|Type||Cold chocolate beverage|
|Flavour||Sweet chocolate beverage|
Milo dinosaur or Milo tabur is a Malaysian and Singaporean beverage, composed of a cup of iced Milo (a chocolate malt beverage) with undissolved Milo powder added on top of it.
History and preparation
The origin of Milo dinasour is disputed. A drink, known as Milo shake, was being served in Malaysian roadside stalls in the mid-1990s. Vendors in Singapore say that the Malaysian shake is not as chocolatey and creamy as the Milo dinosaur. Initially, Milo was marketed in British Malaya from the mid-1930s as a convenient ‘fortified tonic food’ for middle-class individuals. At the present time, Malaysia has the world's highest per capita consumption of Milo. Malaysia is also home to the world's biggest Milo factory. Milo Dinosaur is considered Malaysia's and Singapore's joint colonial legacy.
Milo Dinansour is also known as "ta-chiu", The drink is made by adding a generous amount of undissolved Milo powder to a cup of iced Milo. The amount of powder added can be excessive or as little as a spoonful. The drink is common in Malaysia and Singapore.
A variant, "Milo Godzilla", comprises a cup of milo dinosaur augmented with a scoop of frozen vanilla flavored milk ice-cream and/or a twist of cream finely whipped with sugar to the point of emulsification.
In Hong Kong, Milo Dinosaur is often served as a Malaysian speciality while in Australia, the land where Milo originated from, it is known as either a Malaysian and Singapore-style beverage.
Typically sold at Mamak stalls, Milo dinosaur can be accompanied with roti prata. The beverage is considered to be inexpensive in Singapore; As of 2013[update] its pricing ranges from S$3 to S$3.50. The name of the beverage is one of the terms to be guessed in the Singaporean version of the popular board game, Taboo. Milo Dinosaur inspired the creation of "Godzilla Milo", a cupcake sold at a Singapore-based pastry store. According to one Taiwan-based beverage store offering the drink, it is a "super popular" crowd-pleaser for the younger generation. Milo Dinosaur is also prominent in Malaysia, and in fact, originated from Malaysian Indian food stalls .
- "Kopi kia gave me winning 4-D numbers". The New Paper. 2 April 2013. Archived from the original on 7 November 2017. Retrieved 26 June 2013.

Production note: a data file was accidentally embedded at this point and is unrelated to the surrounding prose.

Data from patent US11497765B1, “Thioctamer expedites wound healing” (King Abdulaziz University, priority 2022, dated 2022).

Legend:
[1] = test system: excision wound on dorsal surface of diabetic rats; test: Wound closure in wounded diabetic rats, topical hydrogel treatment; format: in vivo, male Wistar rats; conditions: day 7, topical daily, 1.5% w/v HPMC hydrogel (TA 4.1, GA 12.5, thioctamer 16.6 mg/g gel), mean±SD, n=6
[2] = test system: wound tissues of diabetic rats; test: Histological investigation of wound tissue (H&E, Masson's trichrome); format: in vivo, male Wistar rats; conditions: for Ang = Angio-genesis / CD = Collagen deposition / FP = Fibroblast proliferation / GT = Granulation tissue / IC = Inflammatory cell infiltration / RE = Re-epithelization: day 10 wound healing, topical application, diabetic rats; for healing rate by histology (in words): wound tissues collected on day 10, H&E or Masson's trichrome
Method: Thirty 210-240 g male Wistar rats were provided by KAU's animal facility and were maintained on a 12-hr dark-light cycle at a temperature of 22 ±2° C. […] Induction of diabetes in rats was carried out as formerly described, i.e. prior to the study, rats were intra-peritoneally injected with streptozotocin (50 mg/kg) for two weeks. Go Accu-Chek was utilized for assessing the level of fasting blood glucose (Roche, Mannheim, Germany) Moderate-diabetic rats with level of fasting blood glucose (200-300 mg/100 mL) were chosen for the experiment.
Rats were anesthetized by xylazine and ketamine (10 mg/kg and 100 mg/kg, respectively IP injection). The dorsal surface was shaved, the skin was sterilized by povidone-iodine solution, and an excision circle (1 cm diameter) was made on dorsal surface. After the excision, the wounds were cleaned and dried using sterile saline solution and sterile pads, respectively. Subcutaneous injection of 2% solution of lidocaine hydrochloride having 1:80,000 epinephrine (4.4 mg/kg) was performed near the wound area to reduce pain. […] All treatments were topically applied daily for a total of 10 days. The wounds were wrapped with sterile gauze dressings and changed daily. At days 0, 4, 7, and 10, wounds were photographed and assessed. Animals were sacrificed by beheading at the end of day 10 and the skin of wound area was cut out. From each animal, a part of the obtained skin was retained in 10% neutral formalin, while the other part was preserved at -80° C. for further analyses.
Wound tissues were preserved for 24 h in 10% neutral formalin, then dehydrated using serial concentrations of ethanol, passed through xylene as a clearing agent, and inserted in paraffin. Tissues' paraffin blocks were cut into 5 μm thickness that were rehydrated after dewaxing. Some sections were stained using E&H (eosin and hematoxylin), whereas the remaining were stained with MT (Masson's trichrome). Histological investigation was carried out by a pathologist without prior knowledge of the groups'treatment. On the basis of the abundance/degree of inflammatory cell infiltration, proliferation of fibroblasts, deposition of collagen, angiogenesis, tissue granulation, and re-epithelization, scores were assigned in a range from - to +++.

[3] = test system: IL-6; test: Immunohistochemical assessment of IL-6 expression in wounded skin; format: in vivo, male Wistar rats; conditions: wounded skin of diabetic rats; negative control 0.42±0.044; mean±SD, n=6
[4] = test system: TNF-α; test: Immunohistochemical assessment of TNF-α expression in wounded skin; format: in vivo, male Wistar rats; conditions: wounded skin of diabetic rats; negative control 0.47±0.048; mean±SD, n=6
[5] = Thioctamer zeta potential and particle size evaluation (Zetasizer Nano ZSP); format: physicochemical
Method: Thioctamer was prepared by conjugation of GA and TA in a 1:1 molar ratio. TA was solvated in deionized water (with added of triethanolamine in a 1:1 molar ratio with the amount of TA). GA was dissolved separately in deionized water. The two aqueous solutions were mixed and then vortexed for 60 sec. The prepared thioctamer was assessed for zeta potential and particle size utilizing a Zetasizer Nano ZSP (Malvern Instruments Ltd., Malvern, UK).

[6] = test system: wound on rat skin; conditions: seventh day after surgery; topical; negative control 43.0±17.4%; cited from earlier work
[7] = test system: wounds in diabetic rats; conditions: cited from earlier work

- "Milo Dinosaur: When Southeast Asia's Cultural Heritage Meets Nestlé" (PDF). Yusof Issak Institute. 2019. Retrieved 5 June 2021.
- "FAR FROM EXTINCT? A HISTORY OF THE "MILO DINOSAUR" IN SINGAPORE" (PDF). Retrieved 8 June 2021.
- Luo, Serene (21 August 2006). "RACK YOUR BRAINS". The Straits Times.
[...] milo-dinosaur, milo-godzilla, ta-chiu, and I have drunk and loved them all.
- Kaur, Balli (18 November 2009). "Singapore's 5 best breakfast sets". CNN. Archived from the original on 5 September 2013. Retrieved 26 June 2013.
- Travel Singapore: Illustrated Travel Guide, Phrasebook, and Maps. MobileReference. 2007. pp. 332–. ISBN 9781605010151.
- Choudhary, P.S. (2009). Encyclopaedia Of Southeast Asia And Its Tribes. Anmol. pp. 197–. ISBN 9788126138371.
- Leo, Francis (2012). Migration and Diversity in Asian Contexts. Institute of Southeast Asian Studies. pp. 218–. ISBN 9789814380478.
- Chen, Jingwen (2 March 2012). "Tea and coffee worth the long wait at award-winning Mr Teh Tarik". AsiaOne. Archived from the original on 9 May 2012. Retrieved 27 June 2013.
- "Prata charms locals and foreigners alike". AsiaOne. 13 August 2011. Archived from the original on 28 June 2013.
- "Expat kids give top votes to local book". AsiaOne. 27 March 2010. Archived from the original on 20 March 2014. Retrieved 27 June 2013.
- Sim, Walter (22 December 2012). "Under $7 eats at Orchard Road". AsiaOne. Archived from the original on 11 June 2013. Retrieved 26 June 2013.
- "Cold Milo Dinosaur". Casuarina Curry. Archived from the original on 20 March 2014. Retrieved 26 June 2013.
- "Card game plays on S'poreans' favourite expressions". AsiaOne. 8 November 2011. Archived from the original on 20 March 2014. Retrieved 26 June 2013.
- Yeoh, Wee Teck (10 August 2012). "Continue celebrating National Day at restaurants and hotels". AsiaOne. Archived from the original on 12 August 2012. Retrieved 27 June 2013.
- Chien, Leanne (17 March 2011). "The Ultra-popular Beverages in Singapore – Milo Dinosaur and OREO Smoothie". TraNews. Taiwan. Archived from the original on 20 March 2014. Retrieved 27 June 2013.
- "Nestle charting an incredible journey". The Star. 26 March 2012. Archived from the original on 28 June 2013.
- "Pretty Murni Draws The Crowds". Free Malaysia Today. 17 June 2011. Archived from the original on 25 August 2011. Retrieved 27 June 2013.